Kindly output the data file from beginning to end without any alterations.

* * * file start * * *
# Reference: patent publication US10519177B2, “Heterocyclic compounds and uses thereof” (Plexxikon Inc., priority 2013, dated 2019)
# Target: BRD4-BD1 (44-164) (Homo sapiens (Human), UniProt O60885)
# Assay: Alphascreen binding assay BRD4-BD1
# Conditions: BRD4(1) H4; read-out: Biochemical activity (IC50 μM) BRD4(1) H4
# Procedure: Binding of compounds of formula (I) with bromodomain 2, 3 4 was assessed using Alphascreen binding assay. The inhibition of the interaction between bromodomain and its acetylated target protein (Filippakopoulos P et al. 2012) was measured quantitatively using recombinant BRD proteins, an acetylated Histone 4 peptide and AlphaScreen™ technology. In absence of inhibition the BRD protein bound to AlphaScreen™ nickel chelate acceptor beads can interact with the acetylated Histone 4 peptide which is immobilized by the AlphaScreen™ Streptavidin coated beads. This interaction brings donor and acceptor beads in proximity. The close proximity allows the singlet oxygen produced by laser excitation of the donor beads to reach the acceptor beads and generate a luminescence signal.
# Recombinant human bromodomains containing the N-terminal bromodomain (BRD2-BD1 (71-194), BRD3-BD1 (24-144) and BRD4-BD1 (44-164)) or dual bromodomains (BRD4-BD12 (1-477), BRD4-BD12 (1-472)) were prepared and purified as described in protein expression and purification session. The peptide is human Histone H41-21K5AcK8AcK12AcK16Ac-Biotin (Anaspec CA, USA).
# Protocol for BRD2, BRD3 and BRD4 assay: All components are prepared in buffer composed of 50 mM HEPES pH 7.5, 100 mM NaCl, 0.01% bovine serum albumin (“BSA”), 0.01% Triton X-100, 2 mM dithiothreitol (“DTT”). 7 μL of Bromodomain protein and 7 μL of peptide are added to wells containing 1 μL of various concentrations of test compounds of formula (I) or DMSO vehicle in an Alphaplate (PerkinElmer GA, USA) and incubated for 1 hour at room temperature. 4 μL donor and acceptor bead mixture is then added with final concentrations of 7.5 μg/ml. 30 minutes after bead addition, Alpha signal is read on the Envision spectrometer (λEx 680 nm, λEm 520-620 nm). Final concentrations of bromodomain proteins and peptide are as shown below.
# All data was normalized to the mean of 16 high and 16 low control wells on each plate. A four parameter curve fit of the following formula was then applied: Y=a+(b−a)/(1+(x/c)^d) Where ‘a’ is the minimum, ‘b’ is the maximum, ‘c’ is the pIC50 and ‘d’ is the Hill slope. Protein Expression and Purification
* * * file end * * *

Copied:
# Reference: patent publication US10519177B2, “Heterocyclic compounds and uses thereof” (Plexxikon Inc., priority 2013, dated 2019)
# Target: BRD4-BD1 (44-164) (Homo sapiens (Human), UniProt O60885)
# Assay: Alphascreen binding assay BRD4-BD1
# Conditions: BRD4(1) H4; read-out: Biochemical activity (IC50 μM) BRD4(1) H4
# Procedure: Binding of compounds of formula (I) with bromodomain 2, 3 4 was assessed using Alphascreen binding assay. The inhibition of the interaction between bromodomain and its acetylated target protein (Filippakopoulos P et al. 2012) was measured quantitatively using recombinant BRD proteins, an acetylated Histone 4 peptide and AlphaScreen™ technology. In absence of inhibition the BRD protein bound to AlphaScreen™ nickel chelate acceptor beads can interact with the acetylated Histone 4 peptide which is immobilized by the AlphaScreen™ Streptavidin coated beads. This interaction brings donor and acceptor beads in proximity. The close proximity allows the singlet oxygen produced by laser excitation of the donor beads to reach the acceptor beads and generate a luminescence signal.
# Recombinant human bromodomains containing the N-terminal bromodomain (BRD2-BD1 (71-194), BRD3-BD1 (24-144) and BRD4-BD1 (44-164)) or dual bromodomains (BRD4-BD12 (1-477), BRD4-BD12 (1-472)) were prepared and purified as described in protein expression and purification session. The peptide is human Histone H41-21K5AcK8AcK12AcK16Ac-Biotin (Anaspec CA, USA).
# Protocol for BRD2, BRD3 and BRD4 assay: All components are prepared in buffer composed of 50 mM HEPES pH 7.5, 100 mM NaCl, 0.01% bovine serum albumin (“BSA”), 0.01% Triton X-100, 2 mM dithiothreitol (“DTT”). 7 μL of Bromodomain protein and 7 μL of peptide are added to wells containing 1 μL of various concentrations of test compounds of formula (I) or DMSO vehicle in an Alphaplate (PerkinElmer GA, USA) and incubated for 1 hour at room temperature. 4 μL donor and acceptor bead mixture is then added with final concentrations of 7.5 μg/ml. 30 minutes after bead addition, Alpha signal is read on the Envision spectrometer (λEx 680 nm, λEm 520-620 nm). Final concentrations of bromodomain proteins and peptide are as shown below.
# All data was normalized to the mean of 16 high and 16 low control wells on each plate. A four parameter curve fit of the following formula was then applied: Y=a+(b−a)/(1+(x/c)^d) Where ‘a’ is the minimum, ‘b’ is the maximum, ‘c’ is the pIC50 and ‘d’ is the Hill slope. Protein Expression and Purification